Buzz said...

Indiana's easy, Tam, once you consider everything south of Greenwood to be northern Kentucky.
(plus the NW pocket known as "the region" to be a Chicago 'burb)

Mikael said...

I was in a computer course with a 3 brits, only one of which I could understand, he was from glasgow(scotland), the other two were from liverpool(england), I've met a bunch of others on vacation and they've mostly been easy to understand. I've never met an american I couldn't understand, but then again most of the ones I have met were from california. Seems like americans from other states don't travel abroad nearly as much as californians.

I'm well aware there are some really unintelligible accents out there. An english chap demonstrated to me with something that sounded like "Gouahuae".

Regards from a fairly well-traveled Swede.

Anonymous said...

It's fading with the older generation, but up to the 1980's Pittsburgh had a distinctive accent. You still run across it sometimes and locals hold it dear


Anonymous said...

You can usually understand anyone, anywhere, until you cross into Louisiana.

Paul, Dammit! said...

We do talk wicked good in MA. I've got the southie accent, though someone from southie would know that I grew up on Boston's south shore (which is different- it's wicked pissa). I taught my wife English, for the most part, which means that she learned English with a Boston accent, which is hilarious when combined with her Brazilian accent. They don't say the "R" at the beginning of words. We don't say it at the end.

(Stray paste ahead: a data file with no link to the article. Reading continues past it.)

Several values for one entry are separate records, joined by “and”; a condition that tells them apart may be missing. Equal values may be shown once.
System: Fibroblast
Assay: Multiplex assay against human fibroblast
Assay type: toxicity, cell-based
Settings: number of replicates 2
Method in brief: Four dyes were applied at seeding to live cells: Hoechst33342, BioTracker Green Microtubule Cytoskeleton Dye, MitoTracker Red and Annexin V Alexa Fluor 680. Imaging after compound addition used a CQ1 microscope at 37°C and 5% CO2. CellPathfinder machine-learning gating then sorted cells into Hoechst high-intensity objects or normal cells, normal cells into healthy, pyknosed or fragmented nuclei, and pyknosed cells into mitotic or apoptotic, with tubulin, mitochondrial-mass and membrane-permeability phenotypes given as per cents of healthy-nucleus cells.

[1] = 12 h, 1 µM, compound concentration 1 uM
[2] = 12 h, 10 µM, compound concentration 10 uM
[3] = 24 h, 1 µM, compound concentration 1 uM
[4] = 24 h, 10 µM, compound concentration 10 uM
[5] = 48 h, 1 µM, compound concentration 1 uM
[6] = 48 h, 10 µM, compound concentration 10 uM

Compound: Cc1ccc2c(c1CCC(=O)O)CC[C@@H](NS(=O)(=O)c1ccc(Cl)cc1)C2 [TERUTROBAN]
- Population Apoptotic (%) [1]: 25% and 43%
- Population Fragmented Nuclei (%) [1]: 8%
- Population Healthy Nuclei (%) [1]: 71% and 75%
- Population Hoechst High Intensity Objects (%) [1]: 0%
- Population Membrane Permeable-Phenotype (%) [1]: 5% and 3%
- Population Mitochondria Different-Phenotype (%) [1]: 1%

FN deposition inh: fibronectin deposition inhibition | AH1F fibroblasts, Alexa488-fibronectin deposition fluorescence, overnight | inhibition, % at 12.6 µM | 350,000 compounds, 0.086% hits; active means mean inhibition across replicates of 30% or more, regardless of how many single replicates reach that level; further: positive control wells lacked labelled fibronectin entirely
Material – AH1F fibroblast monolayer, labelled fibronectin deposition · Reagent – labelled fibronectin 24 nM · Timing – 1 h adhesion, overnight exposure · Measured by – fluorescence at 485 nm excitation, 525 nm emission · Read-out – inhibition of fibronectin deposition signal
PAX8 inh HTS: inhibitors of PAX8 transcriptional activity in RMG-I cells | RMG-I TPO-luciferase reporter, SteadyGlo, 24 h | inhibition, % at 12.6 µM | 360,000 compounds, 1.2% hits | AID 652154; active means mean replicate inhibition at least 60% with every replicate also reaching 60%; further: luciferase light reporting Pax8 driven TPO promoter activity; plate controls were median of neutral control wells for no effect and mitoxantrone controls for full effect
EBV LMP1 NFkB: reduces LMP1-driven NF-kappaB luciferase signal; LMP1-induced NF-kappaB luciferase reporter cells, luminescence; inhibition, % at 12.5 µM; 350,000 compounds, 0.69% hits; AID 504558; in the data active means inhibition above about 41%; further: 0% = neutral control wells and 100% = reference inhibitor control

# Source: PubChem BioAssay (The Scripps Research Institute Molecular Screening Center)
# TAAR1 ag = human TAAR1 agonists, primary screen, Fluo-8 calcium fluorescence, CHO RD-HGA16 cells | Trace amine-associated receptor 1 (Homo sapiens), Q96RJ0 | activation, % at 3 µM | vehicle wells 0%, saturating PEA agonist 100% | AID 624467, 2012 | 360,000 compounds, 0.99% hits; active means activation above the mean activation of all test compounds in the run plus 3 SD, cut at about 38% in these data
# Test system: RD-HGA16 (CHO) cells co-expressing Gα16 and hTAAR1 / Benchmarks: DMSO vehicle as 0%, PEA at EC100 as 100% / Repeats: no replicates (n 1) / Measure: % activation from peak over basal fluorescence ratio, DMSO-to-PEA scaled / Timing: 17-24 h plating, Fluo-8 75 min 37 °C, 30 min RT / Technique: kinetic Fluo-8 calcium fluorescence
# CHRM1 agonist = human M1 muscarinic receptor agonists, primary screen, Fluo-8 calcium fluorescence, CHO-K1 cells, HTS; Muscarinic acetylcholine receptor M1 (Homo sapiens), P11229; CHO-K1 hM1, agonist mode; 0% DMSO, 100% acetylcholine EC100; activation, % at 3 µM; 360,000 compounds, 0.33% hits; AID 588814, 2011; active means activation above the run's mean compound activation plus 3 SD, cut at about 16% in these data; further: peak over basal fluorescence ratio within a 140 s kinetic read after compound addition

kishnevi said...

I was born in Boston, moved to Florida when I was nine, and sort of lost the accent, although it still comes out from time to time. Living in South Florida, I seem to have picked up a trace of a New York accent from all the New Yorkers around here, and a little Southern from going to school in Atlanta and Tallahassee. So my accent is probably a total mess.
My grandfather, who was born in Russia, picked up a Boston accent deep enough that by the end of his life he spoke Yiddish with a Boston accent, so f.i. I was always wondering why he called my grandmother "Razor" (her name being Raizeh in Yiddish, Rose in English).
My father served at Camp Gordon (now Fort Gordon), Augusta Ga. for his two year stint in the Army during the Korean War, and for the last year my mother lived with him there. She told me that to communicate with the butcher, she had to point to the cuts of meat she wanted; otherwise she couldn't understand him and he couldn't understand her. And even after forty years living in Florida, she never lost a bit of her accent.

Mikael said...

Re: Paul, Dammit!

I'm almost positive that wicked pissa is inherited/borrowed from old england. But the meaning there refers to a person, and is "chav" slang. As in "Jason Stratham is a wicked pisser".

Anonymous said...

having been born and raised in the south, i feel i speak "the king's english". assuming elvis is still the king